Why we love the land of Oz
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Just some of the reasons we love the land of Oz:
1. L. Frank Baum wrote 1900's "The Wonderful Wizard of Oz" as what he called a "modernized fairy tale, in which the wonderment and joy are retained and the heartaches and nightmares are left out."
No need for the morality of old-time tales; modern education takes care of that, he argued. Throw in Kansas as the home of Dorothy, Auntie Em and Uncle Henry, and you have an all-American starting point.
2. The Oscar-winning score and song, "Over the Rainbow," as performed by Judy Garland in a way that has often been imitated but never duplicated. That tune is alive with yearning, optimism and dreamy hope.
3. Moviegoers clamored to follow the yellow brick road from day one, with the first premiere in Hollywood and the second two days later in New York with Judy Garland and Mickey Rooney. Lines started to form outside the Loew's Capitol Theater in New York at 5:30 a.m. and by 8 a.m., the box office opened to 15,000 waiting patrons.
4. The shivers and shudders some adults still feel when they see and hear the cackle of the Wicked Witch of the West.
5. It's the most watched film in history, according to the Library of Congress.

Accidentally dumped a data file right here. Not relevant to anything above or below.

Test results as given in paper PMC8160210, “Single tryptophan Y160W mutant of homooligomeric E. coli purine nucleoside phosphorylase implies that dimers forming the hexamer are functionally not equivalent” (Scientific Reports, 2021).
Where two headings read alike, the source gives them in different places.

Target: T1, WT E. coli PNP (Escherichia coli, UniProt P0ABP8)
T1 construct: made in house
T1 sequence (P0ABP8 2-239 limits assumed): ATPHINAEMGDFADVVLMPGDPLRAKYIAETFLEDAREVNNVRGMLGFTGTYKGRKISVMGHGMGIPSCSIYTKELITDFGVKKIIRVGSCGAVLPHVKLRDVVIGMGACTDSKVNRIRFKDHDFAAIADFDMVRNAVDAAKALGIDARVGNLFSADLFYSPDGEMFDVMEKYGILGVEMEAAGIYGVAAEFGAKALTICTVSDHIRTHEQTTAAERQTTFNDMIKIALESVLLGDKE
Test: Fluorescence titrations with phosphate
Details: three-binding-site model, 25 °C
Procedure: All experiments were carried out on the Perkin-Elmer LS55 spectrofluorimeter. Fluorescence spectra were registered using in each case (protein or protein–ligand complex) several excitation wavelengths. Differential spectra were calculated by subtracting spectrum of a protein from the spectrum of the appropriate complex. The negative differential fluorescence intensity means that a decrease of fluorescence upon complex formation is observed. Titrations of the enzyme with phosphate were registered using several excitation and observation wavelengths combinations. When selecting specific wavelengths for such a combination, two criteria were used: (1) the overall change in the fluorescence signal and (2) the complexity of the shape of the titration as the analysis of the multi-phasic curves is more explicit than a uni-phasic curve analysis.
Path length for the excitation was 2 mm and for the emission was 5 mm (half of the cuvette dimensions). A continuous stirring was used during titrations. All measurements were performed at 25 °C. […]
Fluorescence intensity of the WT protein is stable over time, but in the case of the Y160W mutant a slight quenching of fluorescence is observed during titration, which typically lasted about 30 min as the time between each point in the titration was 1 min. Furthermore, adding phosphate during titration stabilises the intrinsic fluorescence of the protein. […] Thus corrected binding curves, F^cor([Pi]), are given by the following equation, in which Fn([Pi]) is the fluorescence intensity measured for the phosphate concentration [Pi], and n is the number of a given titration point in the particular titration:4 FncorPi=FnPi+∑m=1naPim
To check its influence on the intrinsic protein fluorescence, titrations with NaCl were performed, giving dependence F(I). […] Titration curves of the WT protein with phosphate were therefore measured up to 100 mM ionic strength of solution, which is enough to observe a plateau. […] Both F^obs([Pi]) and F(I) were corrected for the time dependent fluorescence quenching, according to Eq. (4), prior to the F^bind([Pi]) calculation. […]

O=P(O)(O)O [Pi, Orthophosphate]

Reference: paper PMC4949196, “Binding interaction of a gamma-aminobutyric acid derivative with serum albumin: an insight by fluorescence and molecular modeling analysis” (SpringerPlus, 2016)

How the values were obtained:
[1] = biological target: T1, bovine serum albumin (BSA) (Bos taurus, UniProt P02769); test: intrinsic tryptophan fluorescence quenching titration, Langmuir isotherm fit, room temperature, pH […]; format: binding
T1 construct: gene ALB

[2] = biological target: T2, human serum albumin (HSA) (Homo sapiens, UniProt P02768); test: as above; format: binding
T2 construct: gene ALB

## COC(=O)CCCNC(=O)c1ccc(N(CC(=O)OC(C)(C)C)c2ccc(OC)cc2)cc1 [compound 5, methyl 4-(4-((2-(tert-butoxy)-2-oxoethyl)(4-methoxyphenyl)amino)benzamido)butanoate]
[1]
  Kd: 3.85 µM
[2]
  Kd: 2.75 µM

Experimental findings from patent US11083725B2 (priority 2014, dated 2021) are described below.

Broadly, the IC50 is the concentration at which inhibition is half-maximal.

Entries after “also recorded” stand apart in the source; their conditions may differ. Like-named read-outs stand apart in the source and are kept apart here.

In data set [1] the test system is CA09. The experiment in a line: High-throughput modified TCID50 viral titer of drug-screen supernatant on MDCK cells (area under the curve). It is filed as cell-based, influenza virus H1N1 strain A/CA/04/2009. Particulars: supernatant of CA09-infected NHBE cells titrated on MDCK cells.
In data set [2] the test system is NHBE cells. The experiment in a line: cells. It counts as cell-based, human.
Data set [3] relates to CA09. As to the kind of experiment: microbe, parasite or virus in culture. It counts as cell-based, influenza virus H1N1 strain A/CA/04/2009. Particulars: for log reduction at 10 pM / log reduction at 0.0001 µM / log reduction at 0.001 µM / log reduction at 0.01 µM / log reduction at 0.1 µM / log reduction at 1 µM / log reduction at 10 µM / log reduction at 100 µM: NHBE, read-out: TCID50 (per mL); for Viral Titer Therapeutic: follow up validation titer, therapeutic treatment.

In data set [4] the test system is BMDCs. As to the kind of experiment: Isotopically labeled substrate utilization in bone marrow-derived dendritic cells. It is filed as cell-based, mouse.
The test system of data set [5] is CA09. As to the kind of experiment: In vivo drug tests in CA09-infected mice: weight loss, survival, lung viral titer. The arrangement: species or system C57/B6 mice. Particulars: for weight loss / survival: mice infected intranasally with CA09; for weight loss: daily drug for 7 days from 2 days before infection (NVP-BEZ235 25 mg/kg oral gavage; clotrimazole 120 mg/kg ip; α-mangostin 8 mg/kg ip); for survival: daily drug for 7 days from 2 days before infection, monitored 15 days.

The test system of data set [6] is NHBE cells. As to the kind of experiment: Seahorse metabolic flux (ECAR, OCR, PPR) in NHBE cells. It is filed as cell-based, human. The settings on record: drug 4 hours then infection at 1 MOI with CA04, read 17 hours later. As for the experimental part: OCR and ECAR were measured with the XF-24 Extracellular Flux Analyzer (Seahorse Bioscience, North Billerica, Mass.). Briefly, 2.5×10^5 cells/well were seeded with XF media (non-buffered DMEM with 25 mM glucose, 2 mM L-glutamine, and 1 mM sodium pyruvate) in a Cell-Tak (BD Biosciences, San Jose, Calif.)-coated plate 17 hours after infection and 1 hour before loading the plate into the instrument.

Back before VHS tapes, DVDs and streaming made movies accessible every minute of every day, it was appointment movie-going or television watching. It was magical to watch the black and white (actually sepia in the movie's initial engagements) give way to glorious color, an argument for buying a color TV or going to Grandma's to watch.
6. Talk about a happy accident. A 1989 story by Eleanor Ringel of Cox News Service, timed to the movie's golden anniversary, noted that "Oz" was sold to TV almost as an afterthought. CBS hoped to lease "Gone With the Wind" for $1 million but MGM said no, instead offering "Oz" for $225,000 and an option to broadcast it yearly. The rights later passed to other networks, including TCM, TBS and TNT.
7. The allure of the ruby slippers -- called "The Silver Shoes" in the book -- and all they signify. Dorothy learns that the slippers have powers and if she knocks the heels together three times and commands the shoes, she can return home.
Actor Leonardo DiCaprio led a group of "angel donors" whose gifts enabled a pair of the sparkly slippers to be purchased for the Academy Museum of Motion Pictures, scheduled to open in 2016. Of the four pairs known to exist, these slippers are in the most pristine condition.
8. The story lives on in so many ways, from favorite Halloween costumes (Dorothy's outfit is a lot more forgiving than, say, Catwoman's) to tie-in toys, "Wicked" and high school musicals. At least five schools or groups in the region are staging "The Wizard of Oz" this spring.
9. Its simple, timeless message about how "there's no place like home."
10. That quote was one of three chosen by the American Film Institute in 2005 for its list of the 100 greatest movie lines. It was No. 23 while "Toto, I've got a feeling we're not in Kansas anymore" was No. 4. Placing 99th on the list, just ahead of "I'm king of the world" from "Titanic" was this threat: "I'll get you, my pretty, and your little dog, too!"
First Published March 8, 2013 12:00 am